Thursday, February 16, 2012

Black & White and Read All Over

Have you guys heard/read this story? It was all over the news yesterday morning:
White Grandfather Detained While Walking With Black Granddaughter: Scott Henson Cuffed By Texas Police
A crime and politics blogger living in Austin, Texas, claims he was cuffed and detained by police for simply walking home with his five-year-old granddaughter.
The reason this happened, he says, is because he is white and she is HERE to read the rest of the Huffington Post story...

And here is Scott Henson's own telling of the story as it appears on his blog (about the criminal justice system), Grits for Breakfast:

Me, APD, and 'Babysitting While White,' Part Deux

A few years back Grits posed the question, "Is babysitting while white reasonable suspicion for police questioning?" after my granddaughter and I were detained and questioned at length in my neighborhood on suspicion of some nefarious deed (it was never quite clear what). In that incident, the police were pretty clear I was stopped solely because Ty, like her mother (who came to live with my wife and me when she was a child) is black, while I'm an almost stereotypical looking white Texas redneck. At the time, Grits was amazed that three squad cars were dispatched to question me for walking down the street with a child of a different race, detaining me for no good reason and scaring the bejeezus out of then-two-year old HERE to read the entire post...

I'm not sure how I feel about the incident. On one hand, I can understand why the police approached the grandfather and his granddaughter (if an older Caucasian man kidnapped Sabine and every older white man with a young, black girl seen nearby was detained, I would not be disappointed). On the other hand, I think the police handled themselves and the situation ridiculously. But the police, in most cities it seems, aren't known for their finesse, fair-mindedness or appropriateness.

All I know is that it sucks to think that a five year old had to have this experience when she was simply walking down the street with her grandpa. I think the blog description Scott Henson (the grandfather) wrote detailing what happened is much more thorough and informative than the Huffington Post article. I promise you that this little girl will never forget the chaos and fear she experienced that day or the fact that her grandfather was painted and treated so negatively. Her grandfather, even though it was temporary, was assumed to be a criminal or a pervert simply because the police were looking for a difference in skin color.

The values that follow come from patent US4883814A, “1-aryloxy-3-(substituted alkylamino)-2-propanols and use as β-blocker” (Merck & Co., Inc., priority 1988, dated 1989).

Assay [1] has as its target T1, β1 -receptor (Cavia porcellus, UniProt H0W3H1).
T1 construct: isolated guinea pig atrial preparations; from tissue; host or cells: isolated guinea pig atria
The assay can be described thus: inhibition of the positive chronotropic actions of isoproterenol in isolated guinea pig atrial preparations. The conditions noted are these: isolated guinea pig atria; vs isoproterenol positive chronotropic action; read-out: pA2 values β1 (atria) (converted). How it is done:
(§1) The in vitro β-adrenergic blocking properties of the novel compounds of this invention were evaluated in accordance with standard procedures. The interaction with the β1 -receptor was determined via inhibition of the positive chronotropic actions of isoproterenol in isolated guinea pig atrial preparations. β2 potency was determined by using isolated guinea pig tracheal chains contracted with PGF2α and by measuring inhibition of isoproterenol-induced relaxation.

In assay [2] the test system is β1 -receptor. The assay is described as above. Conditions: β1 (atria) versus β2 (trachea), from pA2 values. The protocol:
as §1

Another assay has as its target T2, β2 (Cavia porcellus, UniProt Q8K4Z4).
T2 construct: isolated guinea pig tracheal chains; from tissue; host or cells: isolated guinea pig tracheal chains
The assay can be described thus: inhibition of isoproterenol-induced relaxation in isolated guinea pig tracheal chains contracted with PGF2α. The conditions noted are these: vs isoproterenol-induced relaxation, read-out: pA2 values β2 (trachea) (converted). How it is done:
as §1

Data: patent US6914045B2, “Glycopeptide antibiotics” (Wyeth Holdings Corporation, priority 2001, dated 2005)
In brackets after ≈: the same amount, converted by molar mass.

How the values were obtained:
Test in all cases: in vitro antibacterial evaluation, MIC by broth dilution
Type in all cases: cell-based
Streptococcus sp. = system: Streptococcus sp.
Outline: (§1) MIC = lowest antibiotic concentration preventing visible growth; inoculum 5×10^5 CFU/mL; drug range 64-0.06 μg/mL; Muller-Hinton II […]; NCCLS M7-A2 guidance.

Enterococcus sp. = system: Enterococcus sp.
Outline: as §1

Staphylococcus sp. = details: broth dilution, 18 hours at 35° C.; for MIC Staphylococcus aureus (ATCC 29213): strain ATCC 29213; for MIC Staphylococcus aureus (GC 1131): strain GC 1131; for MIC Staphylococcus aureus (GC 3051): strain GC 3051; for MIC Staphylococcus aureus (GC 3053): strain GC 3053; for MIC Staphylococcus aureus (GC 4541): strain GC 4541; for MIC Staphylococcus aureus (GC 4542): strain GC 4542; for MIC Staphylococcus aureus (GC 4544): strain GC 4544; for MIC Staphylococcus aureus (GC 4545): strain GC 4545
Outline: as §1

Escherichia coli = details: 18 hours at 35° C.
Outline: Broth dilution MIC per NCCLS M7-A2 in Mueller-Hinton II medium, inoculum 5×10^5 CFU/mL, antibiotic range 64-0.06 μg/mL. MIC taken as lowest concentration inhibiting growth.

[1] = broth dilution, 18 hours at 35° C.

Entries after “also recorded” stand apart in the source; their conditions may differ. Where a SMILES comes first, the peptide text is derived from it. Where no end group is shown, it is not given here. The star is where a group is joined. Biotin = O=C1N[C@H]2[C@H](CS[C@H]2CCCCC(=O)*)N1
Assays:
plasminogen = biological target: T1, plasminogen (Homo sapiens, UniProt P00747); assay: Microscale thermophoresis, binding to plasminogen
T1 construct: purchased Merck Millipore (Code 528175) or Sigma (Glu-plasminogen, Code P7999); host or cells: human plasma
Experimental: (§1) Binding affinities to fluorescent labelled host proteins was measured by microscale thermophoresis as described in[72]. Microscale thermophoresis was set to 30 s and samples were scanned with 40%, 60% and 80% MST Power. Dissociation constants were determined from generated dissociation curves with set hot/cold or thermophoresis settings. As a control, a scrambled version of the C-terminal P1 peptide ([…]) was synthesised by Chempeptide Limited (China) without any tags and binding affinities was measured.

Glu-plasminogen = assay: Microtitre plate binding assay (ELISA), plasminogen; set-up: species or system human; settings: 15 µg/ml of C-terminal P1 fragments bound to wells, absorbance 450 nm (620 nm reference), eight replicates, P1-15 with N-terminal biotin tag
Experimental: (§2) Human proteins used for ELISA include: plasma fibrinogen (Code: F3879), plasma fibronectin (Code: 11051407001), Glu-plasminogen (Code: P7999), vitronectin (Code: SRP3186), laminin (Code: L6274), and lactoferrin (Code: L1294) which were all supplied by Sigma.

Again, it makes some sense that the police approached the pair. It doesn't make sense that they handled it the way they did. And it doesn't make sense that no matter how close this girl and her grandpa are; no matter how much natural and unconditional love they have between the two of them, their difference in appearance--and therefore their relationship--will be the first thing people notice, a curiosity, and something that will be questioned for a longtime to come.


Jessica said...

This was one of my husband's worst fears before we had a baby. Then the baby came out - awfully light skinned. Instead it's me who is subject to many questions. I guess I should consider myself fortunate that I'm a woman and not likely to come under that kind of suspicion?

Laura Mauk said...

Yes, men seem to automatically suffer the pervert/criminal assumption. This is why my husband keeps to himself at the park. If a child falls and the mother isn't nearby, he doesn't dare touch them.


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